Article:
April 8th 2015
Killing does not solve killing Capital punishment or the death penalty is a legal process whereby a person is put to death by the state as a punishment for a crime. The judicial ruling that someone be punished in this manner is a death sentence, while the actual enforcement is an execution. Crimes that can result in a death penalty are known as capital crimes or capital offences. 58 countries maintain the death penalty in both law and practice. It as a way of deterring crimes. The death penalty continues to be an issue of controversy and is an issue that will be debated in the United States for many years to come. The death penalty has been used since ancient times for a variety of offenses. It appears that public debate on the death penalty has changed over the years and is still changing, but there are still some out there who are for the death penalty and will continue to believe that it’s a good punishment. I always hear a lot of people say “an eye for an eye.” Most people feel strongly that if a criminal took the life of another, theirs should be taken away as well. I don’t see how the death penalty could deter anyone from committing crimes if you’re going to do the crime then at that moment you’re not thinking about being on death row. In this paper, I will present arguments to show why I do not support the death penalty.
They say you forgive and you forget. I believe that almost everyone deserves a second chance. As long as they are willing to change, they should be allowed to get a second chance. It is only fair and killing them won’t change anything. It is just one more life taken away. Isn't that just redoing what the murderer did? "A life for a life". So those who hung the convict should die too? Think about it. You have to give people a chance to change. I don't support the death penalty because it is not nearly humane at all. A big thing here is that two wrongs do not make a right, which is absolutely correct. People change, they make better decisions and they change their frames of mind all the time. In some cases, the penalized human is innocent. Why would you want to take the risk of killing an innocent person because you think that they are guilty? You must give people a chance to change who they are before you make an immediate assumption. In a way, by agreeing with the death penalty we are murdering. Wouldn't you feel the slightest bit of guilt for knowing that you killed someone? It's okay to want someone to die because of their wrong doings, but how would you feel after you know that you are the murderer, in the end? Why do we kill people, who kill people, to show that killing people is wrong? I believe that putting them to death to prove that we are against killing doesn't exactly make any sense. It contradicts our country's belief system. It's inhumane, to put it simply.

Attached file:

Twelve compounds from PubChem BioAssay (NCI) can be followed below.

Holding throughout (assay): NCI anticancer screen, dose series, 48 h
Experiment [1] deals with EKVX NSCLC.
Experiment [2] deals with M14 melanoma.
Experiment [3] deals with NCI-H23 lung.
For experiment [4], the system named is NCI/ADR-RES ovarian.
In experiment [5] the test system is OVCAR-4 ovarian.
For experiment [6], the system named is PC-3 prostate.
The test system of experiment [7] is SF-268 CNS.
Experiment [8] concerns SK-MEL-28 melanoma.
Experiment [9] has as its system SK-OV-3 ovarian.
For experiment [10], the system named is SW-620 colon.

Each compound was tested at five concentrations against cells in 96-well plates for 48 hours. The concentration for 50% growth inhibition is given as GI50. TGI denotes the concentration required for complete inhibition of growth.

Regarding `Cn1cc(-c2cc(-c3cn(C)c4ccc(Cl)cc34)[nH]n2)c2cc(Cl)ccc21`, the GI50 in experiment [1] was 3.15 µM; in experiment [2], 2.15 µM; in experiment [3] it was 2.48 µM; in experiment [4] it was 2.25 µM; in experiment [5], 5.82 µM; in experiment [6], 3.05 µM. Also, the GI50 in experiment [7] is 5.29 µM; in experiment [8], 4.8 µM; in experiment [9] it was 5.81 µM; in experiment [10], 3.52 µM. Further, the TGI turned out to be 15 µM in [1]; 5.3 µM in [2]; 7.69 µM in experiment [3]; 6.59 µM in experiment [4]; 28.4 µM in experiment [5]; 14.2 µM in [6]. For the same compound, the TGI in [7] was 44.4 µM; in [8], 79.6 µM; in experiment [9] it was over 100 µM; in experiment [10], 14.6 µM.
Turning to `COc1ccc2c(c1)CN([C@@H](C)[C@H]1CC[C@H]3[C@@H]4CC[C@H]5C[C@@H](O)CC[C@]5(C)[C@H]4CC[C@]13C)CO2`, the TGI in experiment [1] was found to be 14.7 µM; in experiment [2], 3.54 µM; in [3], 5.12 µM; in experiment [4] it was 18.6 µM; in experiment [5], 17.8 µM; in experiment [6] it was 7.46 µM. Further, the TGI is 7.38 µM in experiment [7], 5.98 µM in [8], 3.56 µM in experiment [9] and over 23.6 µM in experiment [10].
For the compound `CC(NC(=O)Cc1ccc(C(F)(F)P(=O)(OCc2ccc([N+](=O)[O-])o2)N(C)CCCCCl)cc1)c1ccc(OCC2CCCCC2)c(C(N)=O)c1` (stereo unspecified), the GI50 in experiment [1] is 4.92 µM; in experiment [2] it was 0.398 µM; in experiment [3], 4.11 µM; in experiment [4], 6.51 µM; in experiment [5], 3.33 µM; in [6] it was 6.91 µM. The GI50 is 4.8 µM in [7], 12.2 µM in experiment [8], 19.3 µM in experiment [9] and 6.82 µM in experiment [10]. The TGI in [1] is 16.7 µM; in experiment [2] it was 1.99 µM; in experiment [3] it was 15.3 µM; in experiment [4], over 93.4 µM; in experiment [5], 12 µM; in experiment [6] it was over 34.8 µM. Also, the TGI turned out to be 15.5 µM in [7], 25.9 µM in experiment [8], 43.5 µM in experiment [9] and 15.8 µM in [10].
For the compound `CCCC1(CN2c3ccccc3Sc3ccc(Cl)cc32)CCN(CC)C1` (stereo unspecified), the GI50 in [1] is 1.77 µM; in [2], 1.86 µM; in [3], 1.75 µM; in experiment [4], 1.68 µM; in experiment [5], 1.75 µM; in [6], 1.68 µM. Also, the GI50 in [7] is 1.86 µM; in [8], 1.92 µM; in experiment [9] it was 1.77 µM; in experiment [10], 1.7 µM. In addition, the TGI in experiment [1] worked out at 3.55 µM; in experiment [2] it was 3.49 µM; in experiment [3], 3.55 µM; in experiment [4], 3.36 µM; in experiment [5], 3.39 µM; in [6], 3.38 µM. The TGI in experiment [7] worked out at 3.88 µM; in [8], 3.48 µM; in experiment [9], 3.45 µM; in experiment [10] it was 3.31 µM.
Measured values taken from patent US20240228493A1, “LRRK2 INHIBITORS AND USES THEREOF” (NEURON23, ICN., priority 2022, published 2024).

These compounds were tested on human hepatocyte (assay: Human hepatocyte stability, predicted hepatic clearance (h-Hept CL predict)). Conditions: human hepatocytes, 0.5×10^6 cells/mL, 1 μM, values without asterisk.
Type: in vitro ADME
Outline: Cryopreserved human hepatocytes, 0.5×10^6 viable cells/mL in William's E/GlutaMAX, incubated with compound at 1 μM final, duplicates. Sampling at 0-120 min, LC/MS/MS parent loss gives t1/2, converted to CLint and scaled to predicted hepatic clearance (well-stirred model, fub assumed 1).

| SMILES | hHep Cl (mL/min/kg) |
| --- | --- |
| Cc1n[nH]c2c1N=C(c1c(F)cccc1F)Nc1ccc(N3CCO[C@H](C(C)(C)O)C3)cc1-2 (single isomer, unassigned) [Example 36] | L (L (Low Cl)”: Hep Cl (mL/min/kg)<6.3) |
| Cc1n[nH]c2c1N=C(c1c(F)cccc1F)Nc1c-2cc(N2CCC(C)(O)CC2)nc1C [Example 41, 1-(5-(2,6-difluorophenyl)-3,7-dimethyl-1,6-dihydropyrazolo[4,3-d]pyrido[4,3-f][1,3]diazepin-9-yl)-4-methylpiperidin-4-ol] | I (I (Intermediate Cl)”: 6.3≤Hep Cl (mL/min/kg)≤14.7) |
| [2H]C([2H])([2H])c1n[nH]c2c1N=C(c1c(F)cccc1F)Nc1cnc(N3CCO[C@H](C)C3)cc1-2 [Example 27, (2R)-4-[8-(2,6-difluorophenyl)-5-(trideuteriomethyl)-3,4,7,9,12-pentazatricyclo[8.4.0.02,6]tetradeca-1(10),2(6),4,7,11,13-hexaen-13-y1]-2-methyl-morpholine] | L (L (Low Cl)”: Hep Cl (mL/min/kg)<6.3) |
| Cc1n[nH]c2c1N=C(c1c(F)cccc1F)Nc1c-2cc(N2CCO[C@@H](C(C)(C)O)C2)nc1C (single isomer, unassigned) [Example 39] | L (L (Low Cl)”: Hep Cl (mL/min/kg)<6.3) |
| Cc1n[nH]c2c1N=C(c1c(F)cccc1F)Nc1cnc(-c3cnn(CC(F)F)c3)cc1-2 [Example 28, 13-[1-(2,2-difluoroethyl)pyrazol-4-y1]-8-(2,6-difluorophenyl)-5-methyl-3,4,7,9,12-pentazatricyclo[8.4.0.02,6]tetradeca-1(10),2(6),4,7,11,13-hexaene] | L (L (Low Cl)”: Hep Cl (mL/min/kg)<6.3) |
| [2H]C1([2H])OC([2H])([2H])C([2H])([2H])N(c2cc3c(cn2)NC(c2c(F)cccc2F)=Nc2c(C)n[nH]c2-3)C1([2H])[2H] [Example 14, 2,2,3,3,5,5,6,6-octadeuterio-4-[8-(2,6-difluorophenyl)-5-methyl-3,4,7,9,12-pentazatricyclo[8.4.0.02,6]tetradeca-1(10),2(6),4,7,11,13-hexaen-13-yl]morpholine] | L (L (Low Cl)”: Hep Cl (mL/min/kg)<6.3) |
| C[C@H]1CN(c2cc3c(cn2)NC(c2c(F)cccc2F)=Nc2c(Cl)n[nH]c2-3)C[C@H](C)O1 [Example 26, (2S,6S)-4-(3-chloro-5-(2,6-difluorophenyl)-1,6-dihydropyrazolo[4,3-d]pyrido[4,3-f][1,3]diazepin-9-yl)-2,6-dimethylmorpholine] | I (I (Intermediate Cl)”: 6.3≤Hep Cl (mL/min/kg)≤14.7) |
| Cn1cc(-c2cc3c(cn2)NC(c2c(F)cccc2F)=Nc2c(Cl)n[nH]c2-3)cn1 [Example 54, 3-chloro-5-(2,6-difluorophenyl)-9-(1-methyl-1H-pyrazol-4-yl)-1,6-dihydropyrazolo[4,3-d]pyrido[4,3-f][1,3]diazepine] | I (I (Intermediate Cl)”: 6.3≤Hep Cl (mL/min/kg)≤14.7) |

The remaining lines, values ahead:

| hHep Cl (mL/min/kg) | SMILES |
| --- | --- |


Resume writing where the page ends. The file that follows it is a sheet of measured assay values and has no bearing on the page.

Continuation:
For the utilitarian all suffering is intrinsically evil. So if punishment involves suffering then punishment involves an evil. This is a strike against punishment for utilitarianism, and punishment would have to be outlawed if other reasons cannot be presented in its favor. For utilitarianism, societies should punish criminals only if punishment is a cost-effective method of social control. This means reducing or eliminating crime. Because punishment is a means of producing suffering, and suffering is bad, punishment can only be justified on utilitarian grounds under two circumstances. One is that the amount of suffering is outweighed by benefits to society, and the second reason would be that good cannot be produced in any other way which does not involve suffering. If punishment will bring about more good than bad for society, then it can be justified on utilitarian grounds. The utilitarian must look at punishment like we look at going to the dentist for example. By this I mean that it may hurt to go to the dentist, but ultimately it is good for us, and may prevent something